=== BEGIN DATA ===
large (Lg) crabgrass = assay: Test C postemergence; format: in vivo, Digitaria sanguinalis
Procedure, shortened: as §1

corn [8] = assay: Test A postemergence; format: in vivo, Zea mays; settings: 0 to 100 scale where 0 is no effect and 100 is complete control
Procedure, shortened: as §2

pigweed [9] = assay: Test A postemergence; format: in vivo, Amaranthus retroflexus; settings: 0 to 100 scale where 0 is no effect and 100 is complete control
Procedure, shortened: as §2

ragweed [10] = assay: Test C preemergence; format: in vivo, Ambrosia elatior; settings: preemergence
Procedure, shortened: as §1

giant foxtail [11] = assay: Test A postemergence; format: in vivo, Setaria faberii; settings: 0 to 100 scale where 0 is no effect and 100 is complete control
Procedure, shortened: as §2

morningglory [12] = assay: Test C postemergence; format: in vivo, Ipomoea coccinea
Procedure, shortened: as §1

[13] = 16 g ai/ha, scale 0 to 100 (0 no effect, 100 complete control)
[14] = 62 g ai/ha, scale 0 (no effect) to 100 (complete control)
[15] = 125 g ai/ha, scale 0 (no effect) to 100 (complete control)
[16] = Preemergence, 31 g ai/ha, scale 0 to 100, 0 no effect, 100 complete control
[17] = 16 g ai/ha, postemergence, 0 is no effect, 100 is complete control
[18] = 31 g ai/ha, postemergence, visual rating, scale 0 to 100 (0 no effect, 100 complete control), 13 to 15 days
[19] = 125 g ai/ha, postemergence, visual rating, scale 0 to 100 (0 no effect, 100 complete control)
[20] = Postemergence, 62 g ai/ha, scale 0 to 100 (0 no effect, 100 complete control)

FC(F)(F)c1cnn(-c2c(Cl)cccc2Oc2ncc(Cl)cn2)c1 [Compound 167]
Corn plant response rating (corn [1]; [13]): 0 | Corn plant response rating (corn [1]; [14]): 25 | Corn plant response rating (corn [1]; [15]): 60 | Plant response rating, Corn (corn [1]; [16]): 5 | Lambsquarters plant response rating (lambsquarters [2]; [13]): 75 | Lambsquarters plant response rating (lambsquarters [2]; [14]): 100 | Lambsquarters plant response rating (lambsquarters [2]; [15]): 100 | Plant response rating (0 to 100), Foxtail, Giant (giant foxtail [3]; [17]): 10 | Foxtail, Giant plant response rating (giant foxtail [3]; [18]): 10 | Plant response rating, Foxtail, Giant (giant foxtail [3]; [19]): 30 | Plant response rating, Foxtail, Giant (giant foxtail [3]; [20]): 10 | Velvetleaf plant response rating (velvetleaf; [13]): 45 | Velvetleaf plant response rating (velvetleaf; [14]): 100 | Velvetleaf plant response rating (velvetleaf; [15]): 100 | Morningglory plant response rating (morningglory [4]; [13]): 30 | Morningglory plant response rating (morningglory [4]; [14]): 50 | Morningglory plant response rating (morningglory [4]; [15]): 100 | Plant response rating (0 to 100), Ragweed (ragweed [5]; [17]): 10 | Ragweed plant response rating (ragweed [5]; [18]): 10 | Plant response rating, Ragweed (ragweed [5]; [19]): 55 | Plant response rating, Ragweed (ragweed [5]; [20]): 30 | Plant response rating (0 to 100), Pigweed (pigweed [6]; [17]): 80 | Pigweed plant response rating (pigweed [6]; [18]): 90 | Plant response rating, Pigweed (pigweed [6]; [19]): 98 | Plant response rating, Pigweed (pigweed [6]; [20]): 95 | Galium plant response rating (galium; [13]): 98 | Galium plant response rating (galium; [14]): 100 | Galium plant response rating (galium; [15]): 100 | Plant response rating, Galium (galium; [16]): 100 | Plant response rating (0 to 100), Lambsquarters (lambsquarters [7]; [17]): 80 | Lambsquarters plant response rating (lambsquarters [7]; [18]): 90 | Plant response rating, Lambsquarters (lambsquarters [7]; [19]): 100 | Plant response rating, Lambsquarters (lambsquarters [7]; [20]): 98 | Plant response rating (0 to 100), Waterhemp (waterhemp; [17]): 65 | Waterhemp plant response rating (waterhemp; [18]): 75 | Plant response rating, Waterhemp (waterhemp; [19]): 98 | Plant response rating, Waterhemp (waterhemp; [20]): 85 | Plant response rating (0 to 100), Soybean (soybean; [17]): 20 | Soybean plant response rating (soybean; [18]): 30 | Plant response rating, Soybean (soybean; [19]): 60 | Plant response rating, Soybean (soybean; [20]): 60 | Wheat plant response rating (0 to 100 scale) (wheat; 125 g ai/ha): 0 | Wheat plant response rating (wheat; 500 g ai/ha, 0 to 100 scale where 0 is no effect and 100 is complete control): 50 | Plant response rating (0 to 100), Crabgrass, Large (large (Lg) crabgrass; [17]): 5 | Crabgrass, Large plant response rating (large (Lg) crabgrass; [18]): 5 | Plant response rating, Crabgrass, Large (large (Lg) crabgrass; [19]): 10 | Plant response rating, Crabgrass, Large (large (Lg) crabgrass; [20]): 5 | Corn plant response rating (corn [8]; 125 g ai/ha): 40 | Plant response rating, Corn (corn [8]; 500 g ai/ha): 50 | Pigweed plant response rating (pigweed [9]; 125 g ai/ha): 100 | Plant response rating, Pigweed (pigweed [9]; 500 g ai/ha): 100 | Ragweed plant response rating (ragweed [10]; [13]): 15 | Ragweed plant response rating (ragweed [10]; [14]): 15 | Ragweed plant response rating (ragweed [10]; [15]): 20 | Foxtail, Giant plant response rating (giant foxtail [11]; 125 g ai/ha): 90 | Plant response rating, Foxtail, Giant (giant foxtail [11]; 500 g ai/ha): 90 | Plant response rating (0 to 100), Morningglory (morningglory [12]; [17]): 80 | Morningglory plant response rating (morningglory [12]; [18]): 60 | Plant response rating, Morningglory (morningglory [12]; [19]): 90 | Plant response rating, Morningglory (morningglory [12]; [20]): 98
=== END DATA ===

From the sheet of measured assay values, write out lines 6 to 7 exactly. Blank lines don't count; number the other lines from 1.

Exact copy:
Procedure, shortened: as §2

ragweed [10] = assay: Test C preemergence; format: in vivo, Ambrosia elatior; settings: preemergence